"This is a critical time for the girls of our world. It is a time for the protection and assertion of rights, a time to listen hard and speak louder, no matter how difficult; to call out the continuing imbalances of power; to band together and take a stand on the changes that must happen so that girls and women are heard and their experiences are taken seriously. It is a time to act, together with men and boys, on the issues that will determine a lived equality for all, central to which is the ending of violence against women and girls."
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"Many girls flee their homes with nothing more than the clothes they were wearing," says Apaisaria Kiwori, as she instructs the designated cooks to stir the pots of red kidney beans and rice for dinner.
Ainuru Altybaeva serves as a Member of Parliament in Kyrgyzstan, and has been an activist for women's empowerment for over 10 years. She was the initiator of a law on toughening penalties for bride kidnapping, and a vocal participant of the national UNiTE to End Violence against Women and Girls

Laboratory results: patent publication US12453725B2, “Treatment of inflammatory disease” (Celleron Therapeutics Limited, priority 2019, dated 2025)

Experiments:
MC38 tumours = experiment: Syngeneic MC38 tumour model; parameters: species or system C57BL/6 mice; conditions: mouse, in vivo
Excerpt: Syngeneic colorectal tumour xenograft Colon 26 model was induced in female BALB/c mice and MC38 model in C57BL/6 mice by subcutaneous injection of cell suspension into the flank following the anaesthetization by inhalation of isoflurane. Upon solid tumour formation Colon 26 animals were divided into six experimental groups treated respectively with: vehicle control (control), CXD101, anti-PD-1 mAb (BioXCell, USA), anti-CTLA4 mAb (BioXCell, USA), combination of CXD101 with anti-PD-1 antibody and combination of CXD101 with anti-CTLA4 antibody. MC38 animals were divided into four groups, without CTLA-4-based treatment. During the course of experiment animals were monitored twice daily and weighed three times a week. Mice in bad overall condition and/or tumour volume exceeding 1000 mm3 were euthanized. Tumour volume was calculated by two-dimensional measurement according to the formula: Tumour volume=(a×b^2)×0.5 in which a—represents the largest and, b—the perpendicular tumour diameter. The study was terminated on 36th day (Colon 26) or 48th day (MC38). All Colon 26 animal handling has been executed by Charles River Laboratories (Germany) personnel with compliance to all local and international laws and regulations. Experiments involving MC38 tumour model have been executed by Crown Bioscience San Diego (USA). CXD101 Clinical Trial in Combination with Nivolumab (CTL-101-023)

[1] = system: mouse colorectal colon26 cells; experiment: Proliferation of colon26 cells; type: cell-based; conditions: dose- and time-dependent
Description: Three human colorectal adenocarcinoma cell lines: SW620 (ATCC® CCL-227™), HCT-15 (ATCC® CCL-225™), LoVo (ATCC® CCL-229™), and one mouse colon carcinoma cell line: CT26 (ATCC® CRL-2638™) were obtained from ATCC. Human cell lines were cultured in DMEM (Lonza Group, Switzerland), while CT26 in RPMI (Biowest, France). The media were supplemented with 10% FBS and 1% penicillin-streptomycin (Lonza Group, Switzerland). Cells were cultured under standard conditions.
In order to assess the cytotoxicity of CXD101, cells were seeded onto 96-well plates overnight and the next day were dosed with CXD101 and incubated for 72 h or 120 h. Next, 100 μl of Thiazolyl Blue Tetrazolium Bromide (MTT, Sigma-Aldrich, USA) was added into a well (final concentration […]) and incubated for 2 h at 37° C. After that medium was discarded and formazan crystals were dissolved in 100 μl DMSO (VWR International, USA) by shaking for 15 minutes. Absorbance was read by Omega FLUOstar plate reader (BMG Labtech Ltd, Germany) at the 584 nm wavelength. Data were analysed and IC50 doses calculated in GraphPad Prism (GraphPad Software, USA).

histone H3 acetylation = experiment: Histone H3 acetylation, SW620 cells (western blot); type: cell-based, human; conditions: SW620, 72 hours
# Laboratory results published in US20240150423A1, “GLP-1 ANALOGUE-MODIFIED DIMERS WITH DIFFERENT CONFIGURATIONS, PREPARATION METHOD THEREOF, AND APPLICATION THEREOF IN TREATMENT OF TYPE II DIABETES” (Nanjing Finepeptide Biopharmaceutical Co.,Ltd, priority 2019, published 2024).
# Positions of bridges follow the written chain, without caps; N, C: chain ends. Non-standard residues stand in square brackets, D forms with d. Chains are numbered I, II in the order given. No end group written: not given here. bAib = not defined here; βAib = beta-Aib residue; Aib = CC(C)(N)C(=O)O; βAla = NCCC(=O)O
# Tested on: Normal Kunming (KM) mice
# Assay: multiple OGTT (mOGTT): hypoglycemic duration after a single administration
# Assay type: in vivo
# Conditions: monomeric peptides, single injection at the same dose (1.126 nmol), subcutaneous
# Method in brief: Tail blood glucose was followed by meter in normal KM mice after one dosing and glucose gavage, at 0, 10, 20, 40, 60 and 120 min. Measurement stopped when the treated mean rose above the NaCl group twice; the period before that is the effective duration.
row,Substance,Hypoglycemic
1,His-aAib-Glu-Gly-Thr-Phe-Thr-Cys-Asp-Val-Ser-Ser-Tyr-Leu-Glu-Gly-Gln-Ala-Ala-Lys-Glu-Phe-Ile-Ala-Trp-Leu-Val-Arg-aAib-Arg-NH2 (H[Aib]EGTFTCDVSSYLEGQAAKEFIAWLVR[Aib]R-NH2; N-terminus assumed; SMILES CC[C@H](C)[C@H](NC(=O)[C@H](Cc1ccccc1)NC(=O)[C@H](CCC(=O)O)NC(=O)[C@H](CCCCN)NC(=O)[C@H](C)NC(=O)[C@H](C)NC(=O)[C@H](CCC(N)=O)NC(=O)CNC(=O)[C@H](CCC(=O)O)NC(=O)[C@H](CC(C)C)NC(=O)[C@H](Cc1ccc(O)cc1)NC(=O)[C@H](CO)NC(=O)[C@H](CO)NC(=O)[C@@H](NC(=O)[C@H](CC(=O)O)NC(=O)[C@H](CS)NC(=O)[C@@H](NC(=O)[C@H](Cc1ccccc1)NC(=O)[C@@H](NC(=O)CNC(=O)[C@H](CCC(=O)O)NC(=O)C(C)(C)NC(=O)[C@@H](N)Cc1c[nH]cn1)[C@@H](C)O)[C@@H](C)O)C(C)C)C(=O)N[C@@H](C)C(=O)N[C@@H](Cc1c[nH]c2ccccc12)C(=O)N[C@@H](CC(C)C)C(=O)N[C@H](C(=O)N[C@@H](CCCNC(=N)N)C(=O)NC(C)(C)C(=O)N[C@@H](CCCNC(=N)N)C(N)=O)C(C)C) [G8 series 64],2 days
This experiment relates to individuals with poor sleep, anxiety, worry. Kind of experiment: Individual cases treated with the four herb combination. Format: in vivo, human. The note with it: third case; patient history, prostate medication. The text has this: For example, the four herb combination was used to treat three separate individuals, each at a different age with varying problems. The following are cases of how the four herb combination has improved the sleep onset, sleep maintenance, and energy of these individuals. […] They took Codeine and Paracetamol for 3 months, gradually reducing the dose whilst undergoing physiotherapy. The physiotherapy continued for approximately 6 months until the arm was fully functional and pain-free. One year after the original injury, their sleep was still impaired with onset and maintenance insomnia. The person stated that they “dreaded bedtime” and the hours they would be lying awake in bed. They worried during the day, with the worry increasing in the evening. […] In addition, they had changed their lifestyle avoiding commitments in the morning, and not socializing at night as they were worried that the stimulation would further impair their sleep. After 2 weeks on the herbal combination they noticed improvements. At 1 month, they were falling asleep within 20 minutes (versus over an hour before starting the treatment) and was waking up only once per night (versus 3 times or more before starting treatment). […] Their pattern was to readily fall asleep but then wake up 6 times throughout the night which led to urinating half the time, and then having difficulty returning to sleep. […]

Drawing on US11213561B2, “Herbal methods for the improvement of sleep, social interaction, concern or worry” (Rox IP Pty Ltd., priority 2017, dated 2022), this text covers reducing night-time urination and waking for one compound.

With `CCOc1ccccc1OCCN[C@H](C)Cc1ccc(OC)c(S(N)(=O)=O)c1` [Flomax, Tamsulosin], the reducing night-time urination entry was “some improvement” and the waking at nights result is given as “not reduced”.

Lamija Gutić is only 16 years old, and on her way to building technology solutions for a better world. An inspiration for many girls and women across the region, on the occasion of the International Day of the Girl Child, she talks about what the SDGs mean for her.
"Some people say that it is shameful for girls to go to work or go to school. These are old traditions and conventions." These are the words of Alan and Israa, two Syrian girls who, through a UN Women-supported training and community centre in Beirut, Lebanon, are learning how to repair mobile phones.
Statement by UN Women Executive Director Phumzile Mlambo Ngcuka on the International Day of the Girl Child, 11 October 2016.